March 19, 2013
Japan’s Toyo Ito wins 2013 Pritzker Architecture Prize
The 2013 Pritzker Architecture Prize, considered architecture’s highest accolade is to go to Toyo Ito, a 71 year old Japanese architect whose work includes the Sendai Mediatheque library in Sendai City, Japan, which withstood the 2011 earthquake, Tokyo’s Tama Art University Library, and London’s 2002 Serpentine Gallery Pavilion. Ito, whose architectural practice is based in Tokyo, said of the award: “Architecture is bound by various social constraints. I have been designing architecture bearing in mind that it would be possible to realize more comfortable spaces if we are freed from all the restrictions even for a little bit.”
He added: “However, when one building is completed, I become painfully aware of my own inadequacy, and it turns into energy to challenge the next project. Probably this process must keep repeating itself in the future. Therefore, I will never fix my architectural style and never be satisfied with my works.”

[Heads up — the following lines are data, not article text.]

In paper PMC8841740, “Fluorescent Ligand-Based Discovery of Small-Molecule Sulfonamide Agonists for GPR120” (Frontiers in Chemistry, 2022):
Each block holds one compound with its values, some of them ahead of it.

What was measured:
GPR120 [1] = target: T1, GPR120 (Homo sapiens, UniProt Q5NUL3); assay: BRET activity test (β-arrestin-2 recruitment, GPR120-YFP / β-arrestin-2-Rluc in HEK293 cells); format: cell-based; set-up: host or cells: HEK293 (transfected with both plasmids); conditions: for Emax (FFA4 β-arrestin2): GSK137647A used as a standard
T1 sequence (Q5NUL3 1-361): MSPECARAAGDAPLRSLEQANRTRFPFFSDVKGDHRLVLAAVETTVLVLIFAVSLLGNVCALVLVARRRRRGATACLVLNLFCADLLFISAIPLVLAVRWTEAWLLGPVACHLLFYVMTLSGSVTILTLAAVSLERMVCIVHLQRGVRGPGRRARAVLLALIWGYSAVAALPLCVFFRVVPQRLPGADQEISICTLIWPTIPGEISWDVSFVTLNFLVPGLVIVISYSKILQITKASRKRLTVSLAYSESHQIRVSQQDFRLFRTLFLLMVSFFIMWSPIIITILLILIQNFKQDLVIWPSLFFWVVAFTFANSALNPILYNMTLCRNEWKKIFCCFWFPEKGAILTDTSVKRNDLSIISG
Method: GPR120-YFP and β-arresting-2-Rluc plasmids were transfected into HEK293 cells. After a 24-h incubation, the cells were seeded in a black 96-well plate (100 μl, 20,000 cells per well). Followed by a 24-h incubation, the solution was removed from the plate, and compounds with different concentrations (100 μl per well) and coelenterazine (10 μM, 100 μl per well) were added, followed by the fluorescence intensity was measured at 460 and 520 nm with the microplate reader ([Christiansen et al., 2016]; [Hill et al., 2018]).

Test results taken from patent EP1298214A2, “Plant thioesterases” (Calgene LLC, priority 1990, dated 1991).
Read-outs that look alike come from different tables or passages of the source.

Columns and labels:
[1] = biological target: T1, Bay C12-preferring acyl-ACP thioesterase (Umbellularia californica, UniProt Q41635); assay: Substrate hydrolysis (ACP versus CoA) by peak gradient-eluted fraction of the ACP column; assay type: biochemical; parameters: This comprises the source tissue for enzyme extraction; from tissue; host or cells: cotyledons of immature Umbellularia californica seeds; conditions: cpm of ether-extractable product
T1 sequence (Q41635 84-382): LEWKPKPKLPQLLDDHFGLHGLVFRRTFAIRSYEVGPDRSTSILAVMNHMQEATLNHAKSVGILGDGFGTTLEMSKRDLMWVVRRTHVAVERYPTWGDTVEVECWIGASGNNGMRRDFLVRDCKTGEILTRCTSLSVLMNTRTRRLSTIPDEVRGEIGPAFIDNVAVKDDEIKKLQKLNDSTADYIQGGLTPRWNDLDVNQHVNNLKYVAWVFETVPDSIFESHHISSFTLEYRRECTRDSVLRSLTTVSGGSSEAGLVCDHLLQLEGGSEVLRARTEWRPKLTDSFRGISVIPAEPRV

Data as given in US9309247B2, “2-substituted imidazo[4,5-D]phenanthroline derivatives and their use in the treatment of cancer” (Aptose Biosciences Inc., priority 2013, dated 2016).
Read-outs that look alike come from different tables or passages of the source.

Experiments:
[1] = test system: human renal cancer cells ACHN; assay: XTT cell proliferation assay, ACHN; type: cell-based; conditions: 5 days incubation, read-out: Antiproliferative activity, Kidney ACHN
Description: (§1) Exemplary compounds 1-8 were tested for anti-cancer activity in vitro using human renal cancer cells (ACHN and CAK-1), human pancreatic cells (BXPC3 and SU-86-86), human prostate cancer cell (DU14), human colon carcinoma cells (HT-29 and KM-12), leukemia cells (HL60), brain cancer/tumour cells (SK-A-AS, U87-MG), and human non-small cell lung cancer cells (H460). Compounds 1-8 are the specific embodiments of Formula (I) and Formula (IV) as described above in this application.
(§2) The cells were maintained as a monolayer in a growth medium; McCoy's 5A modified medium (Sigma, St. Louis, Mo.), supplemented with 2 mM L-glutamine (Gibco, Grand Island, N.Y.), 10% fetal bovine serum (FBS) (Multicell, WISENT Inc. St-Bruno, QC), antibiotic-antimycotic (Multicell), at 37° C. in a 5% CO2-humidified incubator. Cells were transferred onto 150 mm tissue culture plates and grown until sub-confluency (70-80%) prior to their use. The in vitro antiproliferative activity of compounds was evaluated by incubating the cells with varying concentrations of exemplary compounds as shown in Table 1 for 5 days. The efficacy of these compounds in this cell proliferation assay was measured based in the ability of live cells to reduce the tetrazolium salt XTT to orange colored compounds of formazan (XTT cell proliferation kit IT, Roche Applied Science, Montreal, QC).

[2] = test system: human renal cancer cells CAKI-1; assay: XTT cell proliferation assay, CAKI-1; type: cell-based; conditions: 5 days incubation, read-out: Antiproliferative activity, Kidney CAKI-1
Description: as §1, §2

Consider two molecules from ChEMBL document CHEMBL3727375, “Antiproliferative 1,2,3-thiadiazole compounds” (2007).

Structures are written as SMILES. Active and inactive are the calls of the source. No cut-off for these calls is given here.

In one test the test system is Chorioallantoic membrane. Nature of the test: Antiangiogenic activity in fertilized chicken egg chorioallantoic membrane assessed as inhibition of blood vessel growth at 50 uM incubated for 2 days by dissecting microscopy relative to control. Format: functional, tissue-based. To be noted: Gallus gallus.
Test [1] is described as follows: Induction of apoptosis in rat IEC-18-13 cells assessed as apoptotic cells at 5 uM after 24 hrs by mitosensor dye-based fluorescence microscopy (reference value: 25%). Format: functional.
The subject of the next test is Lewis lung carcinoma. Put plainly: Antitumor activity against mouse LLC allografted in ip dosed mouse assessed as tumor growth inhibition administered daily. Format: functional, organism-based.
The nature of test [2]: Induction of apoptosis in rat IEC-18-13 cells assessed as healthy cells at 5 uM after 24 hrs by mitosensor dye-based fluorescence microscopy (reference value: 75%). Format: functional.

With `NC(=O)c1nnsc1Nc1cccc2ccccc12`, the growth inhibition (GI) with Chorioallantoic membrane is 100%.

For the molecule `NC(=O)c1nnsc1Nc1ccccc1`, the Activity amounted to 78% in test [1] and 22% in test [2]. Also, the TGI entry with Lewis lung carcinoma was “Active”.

Pritzker Prize jury chairman, Lord Palumbo, quoted from the jury citation that focuses on the reasons for this year’s choice: “Throughout his career, Toyo Ito has been able to produce a body of work that combines conceptual innovation with superbly executed buildings.
“Creating outstanding architecture for more than 40 years, he has successfully undertaken libraries, houses, parks, theatres, shops, office buildings and pavilions, each time seeking to extend the possibilities of architecture. A professional of unique talent, he is dedicated to the process of discovery that comes from seeing the opportunities that lie in each commission and each site.”
Toyo Ito began working in the firm of Kiyonori Kikutake & Associates after he graduated from Tokyo University’s Department of Architecture in 1965. In 1971, he founded his own studio in Tokyo, and named it Urban Robot (Urbot). In 1979, he changed the name to Toyo Ito & Associates, Architects.
He has received numerous international awards, including in 2010, the 22nd Praemium Imperiale in Honor of Prince Takamatsu; and in 2006, The Royal Institute of British Architects’ Royal Gold Medal; and in 2002, the Golden Lion for Lifetime Achievement for 8th Venice Biennale International Exhibition. Calling him a “creator of timeless buildings,” the Pritzker Jury cites Ito for “infusing his designs with a spiritual dimension and for the poetics that transcend all his works.”